Today, we start with one of Henson’s Fables:
The Zebra and His Friends
Once upon a time, a zebra wondered into the forest. He was quickly able to win many friends among the other animals. One day, he took a walk with four of his bunny rabbit friends. He paused and asked the first one, “What do you think I am?” The bunny looked at him puzzled and replied, “Why, you are a zebra, of course.” Immediately, the zebra roared like a lion and gobbled up the first bunny.
He then asked the second bunny, “What do you think I am?” This bunny had just witnessed the fate of his brother bunny, but replied, “You walk on four legs, you have black and white stripes, and you gallop like a horse. You are a beautiful, harmless zebra.” At that, the zebra roared and consumed the second bunny.
By now, the third bunny was becoming nervous. When the zebra asked him, “What do you think I am?”, this bunny smiled knowingly and said, “Though you have stripes like a zebra, you are a lion, my friend.” At once, the zebra roared again and ate the third bunny.
It was now the fourth bunny’s turn for the question. The zebra asked, “What do you think I am?” Without hesitation, the fourth bunny immediately turned and ran away as fast as he could. As he ran, he said, “I really don’t care what you are at this point! All I need to know is that I am a rabbit… and rabbits run!”
Moral of the story: You are defined by what you do, not by what you appear to be.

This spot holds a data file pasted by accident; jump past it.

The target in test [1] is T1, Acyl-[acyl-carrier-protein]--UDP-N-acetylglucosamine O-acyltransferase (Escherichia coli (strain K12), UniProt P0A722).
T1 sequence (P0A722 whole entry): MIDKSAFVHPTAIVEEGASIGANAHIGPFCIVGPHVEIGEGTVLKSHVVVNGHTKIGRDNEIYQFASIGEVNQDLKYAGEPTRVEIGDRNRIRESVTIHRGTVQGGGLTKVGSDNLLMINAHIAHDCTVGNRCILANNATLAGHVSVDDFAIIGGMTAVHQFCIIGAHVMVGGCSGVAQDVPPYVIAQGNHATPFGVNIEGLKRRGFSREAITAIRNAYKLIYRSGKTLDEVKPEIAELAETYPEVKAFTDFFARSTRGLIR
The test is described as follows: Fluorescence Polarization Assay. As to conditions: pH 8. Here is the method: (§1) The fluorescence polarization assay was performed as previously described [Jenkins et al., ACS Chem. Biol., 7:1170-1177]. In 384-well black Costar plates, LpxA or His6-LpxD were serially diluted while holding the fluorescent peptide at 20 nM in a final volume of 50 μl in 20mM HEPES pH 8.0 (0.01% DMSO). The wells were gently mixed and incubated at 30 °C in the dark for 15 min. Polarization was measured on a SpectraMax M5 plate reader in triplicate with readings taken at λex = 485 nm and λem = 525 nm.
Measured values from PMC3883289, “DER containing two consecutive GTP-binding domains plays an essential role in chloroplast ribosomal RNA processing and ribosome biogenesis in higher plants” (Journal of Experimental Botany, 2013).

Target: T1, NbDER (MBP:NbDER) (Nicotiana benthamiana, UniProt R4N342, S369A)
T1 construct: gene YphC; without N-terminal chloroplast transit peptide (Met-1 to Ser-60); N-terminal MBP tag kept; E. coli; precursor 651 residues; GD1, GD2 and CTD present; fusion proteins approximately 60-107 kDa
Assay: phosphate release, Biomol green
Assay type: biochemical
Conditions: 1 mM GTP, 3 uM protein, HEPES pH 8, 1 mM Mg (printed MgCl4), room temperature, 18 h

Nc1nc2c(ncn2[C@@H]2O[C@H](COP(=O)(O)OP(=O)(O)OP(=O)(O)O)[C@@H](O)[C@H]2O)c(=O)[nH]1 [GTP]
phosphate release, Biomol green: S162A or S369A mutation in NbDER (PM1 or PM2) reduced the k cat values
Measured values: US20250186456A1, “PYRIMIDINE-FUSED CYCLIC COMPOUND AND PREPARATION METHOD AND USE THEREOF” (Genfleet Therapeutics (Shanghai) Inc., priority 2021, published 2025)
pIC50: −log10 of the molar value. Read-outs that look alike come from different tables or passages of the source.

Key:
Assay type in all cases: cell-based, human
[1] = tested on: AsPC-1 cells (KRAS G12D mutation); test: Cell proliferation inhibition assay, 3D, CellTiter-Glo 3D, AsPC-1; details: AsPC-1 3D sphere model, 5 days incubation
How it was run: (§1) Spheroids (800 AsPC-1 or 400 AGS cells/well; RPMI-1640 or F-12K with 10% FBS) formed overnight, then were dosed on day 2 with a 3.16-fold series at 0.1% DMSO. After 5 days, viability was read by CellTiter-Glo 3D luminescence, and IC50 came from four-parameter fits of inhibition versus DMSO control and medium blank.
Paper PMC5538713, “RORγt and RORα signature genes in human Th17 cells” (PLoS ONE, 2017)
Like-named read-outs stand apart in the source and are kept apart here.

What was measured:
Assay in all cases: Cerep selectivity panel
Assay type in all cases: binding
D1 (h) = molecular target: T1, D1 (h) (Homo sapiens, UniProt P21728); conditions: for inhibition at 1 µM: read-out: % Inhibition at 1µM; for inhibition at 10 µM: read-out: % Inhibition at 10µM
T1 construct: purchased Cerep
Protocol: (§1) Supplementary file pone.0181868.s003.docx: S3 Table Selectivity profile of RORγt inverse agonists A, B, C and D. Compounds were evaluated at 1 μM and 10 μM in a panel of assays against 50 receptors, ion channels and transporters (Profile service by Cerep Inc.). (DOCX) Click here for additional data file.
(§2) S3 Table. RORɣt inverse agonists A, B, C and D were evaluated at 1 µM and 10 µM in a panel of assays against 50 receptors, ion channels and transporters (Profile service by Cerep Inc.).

We are often very quick to jump to conclusions just by what we see. When we see a very tall man, we assume he must play basketball. Tall girls must play basketball or volleyball. Men with perfect hair must be in sales or marketing. We all have examples we could use in which we generalize about people or their capabilities simply because of their appearance. How wrong we are! Appearances no more define who we are that the stripes worn by the lion in the story above.
Let’s look at a few examples:
- Leaders are defined by how they motivate, guide, and encourage, not by the title they hold, the power they claim, or the volume of their voice.
- A friend is defined by the support they give, their unending loyalty, their trustworthiness, and the experiences they share, not by the shallow words they use… they are defined by what they do, not merely by what they say.
- Character is defined by what you do, not be what you plan, promise, or say you’ll do.
- Integrity is defined by your honesty, your service to others, and by how you make the world a better place, not by your money, position, power, or intentions.
- Love is defined by commitment, sacrifice, and service, not by plans, potential, petitions, or paper.
- A winner is defined not just by what you accomplish, but by how you did it.
- Happiness and contentment are defined by what you feel inside, not by what you have, own, or accomplish.
We must not be fooled by what we see. Rather, we need to see the inside… that which really counts.
And for ourselves, we are defined by what we do, whether we like it or not. Despite our best efforts to appear to be something we are not, our actions always give us away. Don’t fool yourself… you are what you do.